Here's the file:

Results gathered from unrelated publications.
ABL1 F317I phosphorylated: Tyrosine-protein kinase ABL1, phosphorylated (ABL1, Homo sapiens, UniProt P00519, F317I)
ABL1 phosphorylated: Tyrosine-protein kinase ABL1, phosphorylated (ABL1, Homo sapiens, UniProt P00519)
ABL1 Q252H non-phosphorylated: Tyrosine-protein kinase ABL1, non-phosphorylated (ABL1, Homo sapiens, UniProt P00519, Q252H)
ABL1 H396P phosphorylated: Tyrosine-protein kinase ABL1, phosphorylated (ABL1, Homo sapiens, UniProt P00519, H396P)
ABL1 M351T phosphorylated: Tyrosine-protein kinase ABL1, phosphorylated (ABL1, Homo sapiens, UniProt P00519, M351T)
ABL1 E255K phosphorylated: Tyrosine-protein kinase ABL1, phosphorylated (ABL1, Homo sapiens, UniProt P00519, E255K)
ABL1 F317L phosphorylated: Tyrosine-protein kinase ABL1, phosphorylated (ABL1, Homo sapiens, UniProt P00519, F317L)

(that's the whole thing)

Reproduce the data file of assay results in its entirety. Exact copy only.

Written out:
Results gathered from unrelated publications.
ABL1 F317I phosphorylated: Tyrosine-protein kinase ABL1, phosphorylated (ABL1, Homo sapiens, UniProt P00519, F317I)
ABL1 phosphorylated: Tyrosine-protein kinase ABL1, phosphorylated (ABL1, Homo sapiens, UniProt P00519)
ABL1 Q252H non-phosphorylated: Tyrosine-protein kinase ABL1, non-phosphorylated (ABL1, Homo sapiens, UniProt P00519, Q252H)
ABL1 H396P phosphorylated: Tyrosine-protein kinase ABL1, phosphorylated (ABL1, Homo sapiens, UniProt P00519, H396P)
ABL1 M351T phosphorylated: Tyrosine-protein kinase ABL1, phosphorylated (ABL1, Homo sapiens, UniProt P00519, M351T)
ABL1 E255K phosphorylated: Tyrosine-protein kinase ABL1, phosphorylated (ABL1, Homo sapiens, UniProt P00519, E255K)
ABL1 F317L phosphorylated: Tyrosine-protein kinase ABL1, phosphorylated (ABL1, Homo sapiens, UniProt P00519, F317L)